However, most NGOs in Kashmir have not taken up this issue with the government. Nighat Shafi Pandit of HELP Foundation, which also works with orphans and widows in Kashmir, feels that it is better to set up her own initiatives than waste time lobbying with the government.
Meanwhile, even the widows and children who meet the government's `victims of militancy' definition have not found justice or aid forthcoming. SRO 43, passed in 1994, guarantees the next of kin of such victims an ex gratia relief of Rs 1 lakh and a Grade IV government job. But there are not enough jobs to go around and the bureaucratic red tape further lengthens the process, government officials explain. There are an estimated 3,000 cases pending still, according to the office of the Divisional Commissioner.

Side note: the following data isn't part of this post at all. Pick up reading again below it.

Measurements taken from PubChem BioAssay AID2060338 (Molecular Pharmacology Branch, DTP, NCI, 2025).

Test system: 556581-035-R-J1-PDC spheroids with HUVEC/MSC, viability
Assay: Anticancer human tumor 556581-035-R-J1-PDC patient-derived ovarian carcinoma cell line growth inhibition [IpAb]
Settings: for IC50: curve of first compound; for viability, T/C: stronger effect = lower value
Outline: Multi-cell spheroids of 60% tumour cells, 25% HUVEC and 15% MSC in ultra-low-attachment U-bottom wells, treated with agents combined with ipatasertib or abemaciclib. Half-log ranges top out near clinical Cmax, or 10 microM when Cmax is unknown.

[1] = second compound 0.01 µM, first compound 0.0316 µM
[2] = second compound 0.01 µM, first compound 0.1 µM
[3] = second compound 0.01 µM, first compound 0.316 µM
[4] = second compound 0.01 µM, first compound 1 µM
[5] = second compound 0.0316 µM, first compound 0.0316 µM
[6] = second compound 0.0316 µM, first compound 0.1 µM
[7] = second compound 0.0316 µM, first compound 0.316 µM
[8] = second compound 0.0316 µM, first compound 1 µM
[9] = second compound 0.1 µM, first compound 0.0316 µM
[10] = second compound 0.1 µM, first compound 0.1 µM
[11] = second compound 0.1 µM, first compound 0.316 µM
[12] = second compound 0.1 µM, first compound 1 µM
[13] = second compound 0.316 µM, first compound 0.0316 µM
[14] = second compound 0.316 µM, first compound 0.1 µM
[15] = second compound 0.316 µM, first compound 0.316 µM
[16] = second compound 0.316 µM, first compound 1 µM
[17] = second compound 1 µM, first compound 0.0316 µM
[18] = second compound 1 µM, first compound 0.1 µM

There are schemes in Jammu and Kashmir that do not discriminate along the lines of SRO 43. However, even these schemes have proved to be ineffective.
There are several Central government schemes available to all poor women, including widows, irrespective of the category they come under. But the Social Welfare Department, which is responsible for the schemes, is accused of not disseminating information adequately, leaving the potential beneficiaries unaware of the schemes' existence. Shamim Firdaus, President, Women's Wing, National Conference, accuses the Department of corruption, nepotism and poor work culture. Many others, like Pandit and Qureishi, also make these charges.
The State's Rural Development Department, for example, has self-employment schemes for poor women, which includes all categories of widows. But here too, lengthy procedures and bureaucracy affect the timely administration of aid. The women end up spending a long time going from one desk to the other in the department.